TABULA RASA FARMS

“Tabula Rasa” simply means clean slate. This farm signifies a clean slate for me personally (you can read about my story here), but there’s another meaning that I believe really applies to the farm itself: “something existing in its original pristine state.”

My goal for this farm is for it to thrive on its own devices, with natural water resources hydrating nutrient-rich soils and plant life that are devoid of synthetic pesticides and chemicals. And that animals will flourish here in a humane setting, eating and living healthily and ultimately providing all-natural, hormone and chemical-free food that, in turn, helps my family and my customers live our healthiest lives.

So what is permaculture?

Bill Mollison, considered to be the father of permaculture, defines it as the conscious design and maintenance of agriculturally productive systems that have the diversity, stability and resilience of natural ecosystems. But I love how he sums it up in laymen’s terms: “working with, rather than against, nature.”

I have some strict criteria for the farm: I will not use chemicals or synthetic pesticides on land, water or animals. The farm has to be sustainable and self-sufficient. I want the animals and land to support each other, with minimal human interference.

What is a pasture farming?

Pasture farming allows the animals to graze and forage naturally across different areas that are rotated throughout the growing season. Once the cows finish eating in one area, we move them to the next area and so on. Rotational pasturing allows the land to regenerate naturally, keeps the cattle in knee-high, fresh grass and also allows our other farm animals to contribute to the pasture’s productivity in their individual ways (see Life On The Farm). This holistic farming method means we don’t need to plow, till, or use chemical fertilizers or harmful pesticides on our land. The animals get all they need from the land, naturally. As I like to say, “pasturing makes perfect.”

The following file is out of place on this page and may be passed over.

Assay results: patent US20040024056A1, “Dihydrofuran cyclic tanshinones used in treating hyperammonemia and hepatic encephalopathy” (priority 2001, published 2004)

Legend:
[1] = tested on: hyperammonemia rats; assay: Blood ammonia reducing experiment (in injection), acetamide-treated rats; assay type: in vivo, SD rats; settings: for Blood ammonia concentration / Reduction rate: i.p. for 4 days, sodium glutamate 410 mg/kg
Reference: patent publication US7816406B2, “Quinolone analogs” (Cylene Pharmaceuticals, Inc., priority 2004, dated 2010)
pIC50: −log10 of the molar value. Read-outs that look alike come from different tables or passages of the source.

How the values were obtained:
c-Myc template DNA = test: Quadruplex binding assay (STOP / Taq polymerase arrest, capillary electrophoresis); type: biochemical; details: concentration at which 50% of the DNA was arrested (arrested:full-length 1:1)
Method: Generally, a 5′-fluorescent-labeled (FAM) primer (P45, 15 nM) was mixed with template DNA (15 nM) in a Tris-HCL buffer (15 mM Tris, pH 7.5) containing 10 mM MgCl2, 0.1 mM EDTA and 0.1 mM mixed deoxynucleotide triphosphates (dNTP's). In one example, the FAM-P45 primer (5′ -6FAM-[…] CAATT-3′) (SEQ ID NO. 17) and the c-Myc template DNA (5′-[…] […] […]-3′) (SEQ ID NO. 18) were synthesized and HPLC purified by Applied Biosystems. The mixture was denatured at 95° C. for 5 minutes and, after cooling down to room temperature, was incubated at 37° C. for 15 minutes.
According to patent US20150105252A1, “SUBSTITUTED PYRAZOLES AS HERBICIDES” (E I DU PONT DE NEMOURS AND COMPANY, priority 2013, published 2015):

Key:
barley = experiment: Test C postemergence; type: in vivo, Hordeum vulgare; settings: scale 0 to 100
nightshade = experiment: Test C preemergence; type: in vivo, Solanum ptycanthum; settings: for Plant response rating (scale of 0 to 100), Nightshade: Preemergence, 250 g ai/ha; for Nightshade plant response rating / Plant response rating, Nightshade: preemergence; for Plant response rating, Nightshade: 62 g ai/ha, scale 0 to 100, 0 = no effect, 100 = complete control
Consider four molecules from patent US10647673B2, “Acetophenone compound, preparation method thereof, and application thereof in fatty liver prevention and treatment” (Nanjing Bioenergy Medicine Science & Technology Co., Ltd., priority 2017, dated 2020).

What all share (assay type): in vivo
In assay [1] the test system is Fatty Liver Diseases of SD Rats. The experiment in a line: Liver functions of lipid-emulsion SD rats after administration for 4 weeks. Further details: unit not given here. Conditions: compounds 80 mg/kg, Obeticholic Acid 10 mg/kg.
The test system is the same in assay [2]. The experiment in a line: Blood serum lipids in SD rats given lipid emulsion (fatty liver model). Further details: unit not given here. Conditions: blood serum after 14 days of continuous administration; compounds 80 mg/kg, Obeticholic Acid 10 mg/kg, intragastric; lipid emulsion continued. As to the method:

Water Retention Landscape

Prior to the arrival of our animals, I worked with ecosystem consultants to ensure that the farmland could exist on its own water and rainwater resources and that our pastures and forested areas were clean and properly maintained to minimize soil erosion and nutrient loss.

Historically, the land had suffered from years of soil erosion and runoff while groundwater was scarce and rainwater was not being adequately captured. I brought in Elemental Ecosystems to devise a sustainable water supply. Using the natural slope of the land, we sculpted a series of terraces and swales (think small creeks) to capture water and distribute it throughout the farm. As we get rain, the water gently sinks into the ground and also collects in a pond and other water features, providing balanced moisture onsite. Animals and plant life benefit and the soil and valuable nutrients are no longer lost to runoff. Check out this “making of” video here. It’s functional AND beautiful.

The animals do most of the remaining work in keeping the farm healthy. By letting animals be animals–grazing and foraging on the land as nature intended–there’s no need for us to plow or till, fertilize, aerate, spray or ever give our animals antibiotics or hormones. We mainly mend fences and give them shelter. And lots of love.

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